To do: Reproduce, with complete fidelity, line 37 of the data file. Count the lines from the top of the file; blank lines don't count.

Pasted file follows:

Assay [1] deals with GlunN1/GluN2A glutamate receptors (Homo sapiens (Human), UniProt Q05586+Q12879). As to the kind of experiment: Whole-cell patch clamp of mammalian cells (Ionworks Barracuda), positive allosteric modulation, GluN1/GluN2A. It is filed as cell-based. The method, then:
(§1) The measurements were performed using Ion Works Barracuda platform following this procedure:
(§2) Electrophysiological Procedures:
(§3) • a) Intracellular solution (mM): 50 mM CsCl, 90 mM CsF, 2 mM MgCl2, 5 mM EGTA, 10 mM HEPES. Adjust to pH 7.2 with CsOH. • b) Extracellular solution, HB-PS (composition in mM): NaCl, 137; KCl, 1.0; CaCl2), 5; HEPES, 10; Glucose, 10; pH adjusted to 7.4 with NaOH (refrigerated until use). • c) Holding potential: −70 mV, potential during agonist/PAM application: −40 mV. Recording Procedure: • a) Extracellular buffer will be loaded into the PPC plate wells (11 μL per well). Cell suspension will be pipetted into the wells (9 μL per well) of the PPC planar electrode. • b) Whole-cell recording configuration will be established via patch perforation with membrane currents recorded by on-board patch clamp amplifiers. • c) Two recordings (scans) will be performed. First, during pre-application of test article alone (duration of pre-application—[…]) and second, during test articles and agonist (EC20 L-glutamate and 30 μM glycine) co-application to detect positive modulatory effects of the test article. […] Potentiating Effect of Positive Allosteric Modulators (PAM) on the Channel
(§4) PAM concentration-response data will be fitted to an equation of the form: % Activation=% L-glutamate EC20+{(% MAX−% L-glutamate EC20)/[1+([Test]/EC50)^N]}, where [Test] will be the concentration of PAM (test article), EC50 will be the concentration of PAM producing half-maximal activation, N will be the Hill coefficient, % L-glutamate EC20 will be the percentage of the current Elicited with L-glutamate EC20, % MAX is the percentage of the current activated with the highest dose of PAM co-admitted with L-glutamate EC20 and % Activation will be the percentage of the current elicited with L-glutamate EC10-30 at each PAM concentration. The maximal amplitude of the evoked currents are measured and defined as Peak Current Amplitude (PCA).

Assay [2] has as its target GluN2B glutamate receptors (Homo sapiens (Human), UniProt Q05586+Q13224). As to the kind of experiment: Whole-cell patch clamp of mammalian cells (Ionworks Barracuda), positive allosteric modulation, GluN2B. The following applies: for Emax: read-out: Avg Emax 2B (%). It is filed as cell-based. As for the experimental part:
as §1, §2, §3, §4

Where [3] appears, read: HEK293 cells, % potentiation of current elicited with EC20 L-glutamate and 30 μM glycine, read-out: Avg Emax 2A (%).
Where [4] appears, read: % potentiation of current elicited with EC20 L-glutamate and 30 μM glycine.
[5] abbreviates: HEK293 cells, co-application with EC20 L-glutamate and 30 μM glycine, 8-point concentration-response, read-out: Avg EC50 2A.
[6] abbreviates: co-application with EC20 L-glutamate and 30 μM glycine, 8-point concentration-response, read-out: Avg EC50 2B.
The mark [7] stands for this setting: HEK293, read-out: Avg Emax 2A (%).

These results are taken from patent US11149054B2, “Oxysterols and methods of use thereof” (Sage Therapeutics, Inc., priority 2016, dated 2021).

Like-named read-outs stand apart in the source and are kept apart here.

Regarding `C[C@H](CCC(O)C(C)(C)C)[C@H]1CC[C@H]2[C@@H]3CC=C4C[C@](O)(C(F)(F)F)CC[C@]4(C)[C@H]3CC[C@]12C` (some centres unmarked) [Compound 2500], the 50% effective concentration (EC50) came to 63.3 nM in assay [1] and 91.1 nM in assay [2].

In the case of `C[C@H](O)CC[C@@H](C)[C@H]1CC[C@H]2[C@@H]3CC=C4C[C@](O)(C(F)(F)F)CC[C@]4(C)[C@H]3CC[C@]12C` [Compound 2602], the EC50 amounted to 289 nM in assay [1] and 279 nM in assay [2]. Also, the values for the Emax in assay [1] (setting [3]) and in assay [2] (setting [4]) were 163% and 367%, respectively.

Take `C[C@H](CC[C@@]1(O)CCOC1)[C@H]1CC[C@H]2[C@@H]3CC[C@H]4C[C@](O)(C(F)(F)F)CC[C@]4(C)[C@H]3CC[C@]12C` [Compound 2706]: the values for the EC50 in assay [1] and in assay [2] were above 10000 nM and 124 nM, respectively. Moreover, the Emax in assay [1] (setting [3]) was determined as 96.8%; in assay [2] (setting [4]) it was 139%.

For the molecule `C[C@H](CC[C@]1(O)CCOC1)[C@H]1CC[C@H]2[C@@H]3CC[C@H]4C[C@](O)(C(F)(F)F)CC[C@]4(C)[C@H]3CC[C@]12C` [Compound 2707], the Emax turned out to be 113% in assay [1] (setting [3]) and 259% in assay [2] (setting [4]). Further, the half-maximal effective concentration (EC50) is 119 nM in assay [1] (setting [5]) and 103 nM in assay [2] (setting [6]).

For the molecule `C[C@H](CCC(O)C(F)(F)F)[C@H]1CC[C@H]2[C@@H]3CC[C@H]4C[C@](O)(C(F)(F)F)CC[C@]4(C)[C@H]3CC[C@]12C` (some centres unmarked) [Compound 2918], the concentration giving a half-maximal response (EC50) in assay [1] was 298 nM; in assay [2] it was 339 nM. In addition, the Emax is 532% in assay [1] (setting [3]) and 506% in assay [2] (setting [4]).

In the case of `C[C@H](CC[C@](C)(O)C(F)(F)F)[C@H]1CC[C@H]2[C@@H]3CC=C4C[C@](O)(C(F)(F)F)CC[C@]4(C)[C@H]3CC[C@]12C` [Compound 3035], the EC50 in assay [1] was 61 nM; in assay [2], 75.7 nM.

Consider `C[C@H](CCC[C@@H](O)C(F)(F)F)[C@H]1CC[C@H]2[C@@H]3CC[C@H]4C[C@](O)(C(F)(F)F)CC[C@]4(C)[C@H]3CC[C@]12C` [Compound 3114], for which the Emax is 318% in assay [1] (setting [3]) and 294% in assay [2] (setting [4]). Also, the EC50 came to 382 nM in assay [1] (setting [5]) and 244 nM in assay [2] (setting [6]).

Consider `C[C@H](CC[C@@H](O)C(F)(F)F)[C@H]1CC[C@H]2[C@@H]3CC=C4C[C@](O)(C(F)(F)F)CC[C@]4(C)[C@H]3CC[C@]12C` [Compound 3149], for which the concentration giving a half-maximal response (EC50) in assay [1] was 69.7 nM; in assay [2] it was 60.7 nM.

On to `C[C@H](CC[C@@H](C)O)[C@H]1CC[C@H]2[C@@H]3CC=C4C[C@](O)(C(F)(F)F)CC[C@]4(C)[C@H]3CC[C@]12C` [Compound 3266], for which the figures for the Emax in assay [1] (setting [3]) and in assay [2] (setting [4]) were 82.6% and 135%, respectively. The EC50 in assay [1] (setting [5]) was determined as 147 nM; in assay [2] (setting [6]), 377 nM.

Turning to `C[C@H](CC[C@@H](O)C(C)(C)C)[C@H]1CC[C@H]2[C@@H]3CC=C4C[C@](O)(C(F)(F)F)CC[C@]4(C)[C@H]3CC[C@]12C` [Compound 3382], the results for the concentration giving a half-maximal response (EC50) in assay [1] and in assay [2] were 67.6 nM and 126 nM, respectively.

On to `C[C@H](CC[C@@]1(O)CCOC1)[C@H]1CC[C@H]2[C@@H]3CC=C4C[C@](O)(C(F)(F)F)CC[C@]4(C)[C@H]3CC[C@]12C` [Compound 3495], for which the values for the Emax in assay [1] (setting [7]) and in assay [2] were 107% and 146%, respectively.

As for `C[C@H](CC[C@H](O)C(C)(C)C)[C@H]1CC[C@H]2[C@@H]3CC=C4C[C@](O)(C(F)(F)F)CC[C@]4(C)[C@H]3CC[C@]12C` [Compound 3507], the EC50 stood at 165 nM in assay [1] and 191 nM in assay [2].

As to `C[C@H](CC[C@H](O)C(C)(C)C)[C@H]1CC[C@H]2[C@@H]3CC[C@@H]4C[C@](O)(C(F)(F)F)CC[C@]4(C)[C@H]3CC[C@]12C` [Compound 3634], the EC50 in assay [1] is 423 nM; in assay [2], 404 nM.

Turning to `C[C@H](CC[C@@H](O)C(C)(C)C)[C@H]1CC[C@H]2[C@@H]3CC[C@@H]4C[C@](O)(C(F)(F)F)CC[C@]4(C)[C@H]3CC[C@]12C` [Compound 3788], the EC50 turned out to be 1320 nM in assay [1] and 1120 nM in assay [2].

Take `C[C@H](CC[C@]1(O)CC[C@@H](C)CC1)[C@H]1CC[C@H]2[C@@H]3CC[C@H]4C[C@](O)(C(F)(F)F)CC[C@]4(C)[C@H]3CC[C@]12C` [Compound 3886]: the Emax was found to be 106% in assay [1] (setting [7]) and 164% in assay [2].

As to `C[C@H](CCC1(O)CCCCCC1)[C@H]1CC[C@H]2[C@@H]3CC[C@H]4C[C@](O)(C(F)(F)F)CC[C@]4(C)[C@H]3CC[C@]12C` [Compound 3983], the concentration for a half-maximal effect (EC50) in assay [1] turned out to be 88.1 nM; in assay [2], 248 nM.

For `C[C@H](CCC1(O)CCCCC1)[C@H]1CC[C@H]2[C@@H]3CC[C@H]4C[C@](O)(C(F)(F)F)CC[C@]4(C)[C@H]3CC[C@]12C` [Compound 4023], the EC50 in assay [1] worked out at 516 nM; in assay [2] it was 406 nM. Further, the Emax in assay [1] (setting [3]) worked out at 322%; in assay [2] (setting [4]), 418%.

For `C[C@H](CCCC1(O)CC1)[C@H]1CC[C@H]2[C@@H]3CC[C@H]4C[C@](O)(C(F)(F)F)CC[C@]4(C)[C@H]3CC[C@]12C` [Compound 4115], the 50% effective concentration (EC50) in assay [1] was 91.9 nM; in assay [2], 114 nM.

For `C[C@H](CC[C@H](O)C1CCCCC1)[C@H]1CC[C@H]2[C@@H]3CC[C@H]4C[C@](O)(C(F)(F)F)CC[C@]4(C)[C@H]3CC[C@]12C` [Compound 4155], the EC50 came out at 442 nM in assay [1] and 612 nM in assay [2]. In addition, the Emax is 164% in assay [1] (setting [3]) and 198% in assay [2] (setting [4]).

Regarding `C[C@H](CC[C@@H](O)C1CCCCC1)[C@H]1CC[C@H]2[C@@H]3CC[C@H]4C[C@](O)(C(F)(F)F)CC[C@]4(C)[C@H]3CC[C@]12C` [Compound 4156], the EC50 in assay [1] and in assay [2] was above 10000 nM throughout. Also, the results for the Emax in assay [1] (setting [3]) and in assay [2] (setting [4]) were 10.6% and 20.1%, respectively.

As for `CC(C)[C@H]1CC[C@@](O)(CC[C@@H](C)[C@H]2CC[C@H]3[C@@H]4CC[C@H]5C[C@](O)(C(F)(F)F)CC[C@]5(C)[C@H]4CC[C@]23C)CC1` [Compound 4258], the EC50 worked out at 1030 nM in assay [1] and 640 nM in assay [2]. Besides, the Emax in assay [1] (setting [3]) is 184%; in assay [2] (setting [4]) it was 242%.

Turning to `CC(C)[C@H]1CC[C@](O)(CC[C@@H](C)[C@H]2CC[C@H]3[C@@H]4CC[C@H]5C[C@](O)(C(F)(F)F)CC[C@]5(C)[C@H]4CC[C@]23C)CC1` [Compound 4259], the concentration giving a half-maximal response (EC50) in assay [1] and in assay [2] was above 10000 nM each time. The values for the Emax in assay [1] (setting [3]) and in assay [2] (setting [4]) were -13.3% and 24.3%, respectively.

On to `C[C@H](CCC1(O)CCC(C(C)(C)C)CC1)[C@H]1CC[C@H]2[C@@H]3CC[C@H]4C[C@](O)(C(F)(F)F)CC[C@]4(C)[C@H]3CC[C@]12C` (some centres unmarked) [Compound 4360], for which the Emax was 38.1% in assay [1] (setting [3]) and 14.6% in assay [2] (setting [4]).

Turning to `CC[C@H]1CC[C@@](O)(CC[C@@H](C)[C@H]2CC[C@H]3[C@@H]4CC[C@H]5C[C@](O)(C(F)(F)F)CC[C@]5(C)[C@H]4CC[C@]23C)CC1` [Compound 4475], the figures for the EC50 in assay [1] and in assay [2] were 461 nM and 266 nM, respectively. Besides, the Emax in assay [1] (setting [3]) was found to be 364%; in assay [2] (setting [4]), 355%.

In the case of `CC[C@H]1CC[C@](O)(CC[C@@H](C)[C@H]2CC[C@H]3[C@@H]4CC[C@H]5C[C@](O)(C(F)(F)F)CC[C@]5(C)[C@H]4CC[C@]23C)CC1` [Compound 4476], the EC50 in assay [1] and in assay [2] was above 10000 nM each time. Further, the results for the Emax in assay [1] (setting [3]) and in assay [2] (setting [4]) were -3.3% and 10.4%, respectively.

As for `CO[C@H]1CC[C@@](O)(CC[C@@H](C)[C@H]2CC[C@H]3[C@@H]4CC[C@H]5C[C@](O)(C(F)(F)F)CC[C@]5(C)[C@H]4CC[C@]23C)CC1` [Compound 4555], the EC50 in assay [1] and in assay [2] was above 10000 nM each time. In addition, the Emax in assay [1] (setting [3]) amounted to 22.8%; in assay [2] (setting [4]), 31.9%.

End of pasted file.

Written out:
On to `C[C@H](CCC1(O)CCC(C(C)(C)C)CC1)[C@H]1CC[C@H]2[C@@H]3CC[C@H]4C[C@](O)(C(F)(F)F)CC[C@]4(C)[C@H]3CC[C@]12C` (some centres unmarked) [Compound 4360], for which the Emax was 38.1% in assay [1] (setting [3]) and 14.6% in assay [2] (setting [4]).